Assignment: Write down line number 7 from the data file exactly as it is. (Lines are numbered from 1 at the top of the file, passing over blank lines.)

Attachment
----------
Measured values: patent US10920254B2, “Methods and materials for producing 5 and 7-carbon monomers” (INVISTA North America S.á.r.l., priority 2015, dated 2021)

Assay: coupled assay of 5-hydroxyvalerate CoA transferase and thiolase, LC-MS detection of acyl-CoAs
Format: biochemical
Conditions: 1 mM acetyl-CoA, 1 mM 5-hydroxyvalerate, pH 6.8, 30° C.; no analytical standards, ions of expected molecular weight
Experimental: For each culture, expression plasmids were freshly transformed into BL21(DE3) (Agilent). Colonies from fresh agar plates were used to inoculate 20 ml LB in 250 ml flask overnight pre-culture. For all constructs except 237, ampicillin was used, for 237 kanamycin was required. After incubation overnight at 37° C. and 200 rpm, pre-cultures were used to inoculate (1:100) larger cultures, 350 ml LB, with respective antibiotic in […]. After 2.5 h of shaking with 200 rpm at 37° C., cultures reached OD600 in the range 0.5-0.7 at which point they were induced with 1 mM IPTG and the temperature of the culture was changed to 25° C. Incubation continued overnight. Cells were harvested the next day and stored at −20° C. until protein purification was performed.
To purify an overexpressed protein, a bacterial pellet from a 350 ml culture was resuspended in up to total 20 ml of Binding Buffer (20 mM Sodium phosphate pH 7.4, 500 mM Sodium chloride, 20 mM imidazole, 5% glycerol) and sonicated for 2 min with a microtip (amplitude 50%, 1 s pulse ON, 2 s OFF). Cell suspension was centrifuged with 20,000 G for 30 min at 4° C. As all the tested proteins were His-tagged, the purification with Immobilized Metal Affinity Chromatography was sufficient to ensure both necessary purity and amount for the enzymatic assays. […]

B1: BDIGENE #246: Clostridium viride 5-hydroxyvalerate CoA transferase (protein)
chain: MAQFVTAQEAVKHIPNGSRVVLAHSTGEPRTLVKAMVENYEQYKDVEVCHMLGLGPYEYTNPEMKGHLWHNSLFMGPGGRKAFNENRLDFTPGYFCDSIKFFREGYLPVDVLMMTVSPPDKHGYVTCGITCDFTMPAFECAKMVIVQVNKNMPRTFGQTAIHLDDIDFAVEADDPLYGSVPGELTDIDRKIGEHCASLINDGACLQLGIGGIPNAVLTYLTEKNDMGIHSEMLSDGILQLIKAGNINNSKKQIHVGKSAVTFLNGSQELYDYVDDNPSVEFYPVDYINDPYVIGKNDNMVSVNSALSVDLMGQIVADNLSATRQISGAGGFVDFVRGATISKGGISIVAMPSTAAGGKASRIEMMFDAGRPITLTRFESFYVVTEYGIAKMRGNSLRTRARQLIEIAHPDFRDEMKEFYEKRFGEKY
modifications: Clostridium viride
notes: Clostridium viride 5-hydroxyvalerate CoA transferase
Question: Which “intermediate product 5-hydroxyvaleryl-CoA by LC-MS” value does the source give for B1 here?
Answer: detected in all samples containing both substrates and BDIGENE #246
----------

B1: BDIGENE #246: Clostridium viride 5-hydroxyvalerate CoA transferase (protein)